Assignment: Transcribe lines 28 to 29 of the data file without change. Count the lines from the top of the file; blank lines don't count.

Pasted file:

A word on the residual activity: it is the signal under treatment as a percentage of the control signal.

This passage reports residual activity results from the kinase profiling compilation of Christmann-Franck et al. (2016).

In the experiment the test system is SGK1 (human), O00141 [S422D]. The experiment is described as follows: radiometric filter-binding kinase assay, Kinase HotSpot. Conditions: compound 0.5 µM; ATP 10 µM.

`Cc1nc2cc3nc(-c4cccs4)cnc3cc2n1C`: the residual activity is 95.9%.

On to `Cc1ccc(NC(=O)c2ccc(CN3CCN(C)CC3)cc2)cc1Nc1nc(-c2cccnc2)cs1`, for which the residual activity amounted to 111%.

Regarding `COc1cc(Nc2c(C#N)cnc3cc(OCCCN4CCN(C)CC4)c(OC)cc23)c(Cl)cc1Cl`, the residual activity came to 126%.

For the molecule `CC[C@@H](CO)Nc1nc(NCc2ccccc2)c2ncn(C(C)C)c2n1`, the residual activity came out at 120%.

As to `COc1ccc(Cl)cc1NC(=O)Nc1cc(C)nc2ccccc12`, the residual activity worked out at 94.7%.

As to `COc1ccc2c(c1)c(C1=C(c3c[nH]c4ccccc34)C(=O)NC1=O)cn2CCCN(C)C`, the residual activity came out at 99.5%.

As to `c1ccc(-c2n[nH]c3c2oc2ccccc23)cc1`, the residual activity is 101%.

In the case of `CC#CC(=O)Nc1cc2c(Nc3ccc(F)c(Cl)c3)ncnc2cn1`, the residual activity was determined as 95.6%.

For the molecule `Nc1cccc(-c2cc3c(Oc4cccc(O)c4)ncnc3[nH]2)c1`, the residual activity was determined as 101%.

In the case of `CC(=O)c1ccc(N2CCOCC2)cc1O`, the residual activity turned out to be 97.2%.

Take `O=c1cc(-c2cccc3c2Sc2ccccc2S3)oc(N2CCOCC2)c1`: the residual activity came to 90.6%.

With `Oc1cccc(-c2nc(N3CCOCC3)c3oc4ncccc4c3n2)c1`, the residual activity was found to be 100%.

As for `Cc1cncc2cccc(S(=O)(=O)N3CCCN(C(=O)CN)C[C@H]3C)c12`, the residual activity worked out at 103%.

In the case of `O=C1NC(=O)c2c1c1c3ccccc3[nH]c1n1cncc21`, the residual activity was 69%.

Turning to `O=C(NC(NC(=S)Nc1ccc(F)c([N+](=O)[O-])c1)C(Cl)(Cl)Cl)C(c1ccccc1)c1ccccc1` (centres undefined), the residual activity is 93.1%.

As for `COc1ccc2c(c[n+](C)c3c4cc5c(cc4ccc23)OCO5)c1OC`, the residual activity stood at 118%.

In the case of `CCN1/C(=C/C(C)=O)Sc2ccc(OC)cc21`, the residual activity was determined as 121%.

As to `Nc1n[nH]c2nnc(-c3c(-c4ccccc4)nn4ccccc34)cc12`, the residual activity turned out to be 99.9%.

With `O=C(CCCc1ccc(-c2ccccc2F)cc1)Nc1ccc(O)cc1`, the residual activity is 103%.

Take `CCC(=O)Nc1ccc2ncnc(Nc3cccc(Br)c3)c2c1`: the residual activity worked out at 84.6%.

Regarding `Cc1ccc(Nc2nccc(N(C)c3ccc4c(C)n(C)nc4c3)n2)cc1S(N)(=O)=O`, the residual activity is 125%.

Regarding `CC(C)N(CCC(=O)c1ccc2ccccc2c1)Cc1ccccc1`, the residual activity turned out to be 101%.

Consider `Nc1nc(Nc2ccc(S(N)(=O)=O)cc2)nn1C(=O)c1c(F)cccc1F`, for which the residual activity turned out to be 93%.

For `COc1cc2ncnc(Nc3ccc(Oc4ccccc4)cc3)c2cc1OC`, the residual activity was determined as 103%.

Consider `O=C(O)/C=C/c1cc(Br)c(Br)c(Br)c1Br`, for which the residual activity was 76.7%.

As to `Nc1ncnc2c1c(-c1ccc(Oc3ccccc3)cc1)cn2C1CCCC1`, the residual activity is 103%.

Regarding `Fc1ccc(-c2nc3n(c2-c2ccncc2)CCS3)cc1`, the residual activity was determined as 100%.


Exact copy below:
Consider `O=C(O)/C=C/c1cc(Br)c(Br)c(Br)c1Br`, for which the residual activity was 76.7%.

As to `Nc1ncnc2c1c(-c1ccc(Oc3ccccc3)cc1)cn2C1CCCC1`, the residual activity is 103%.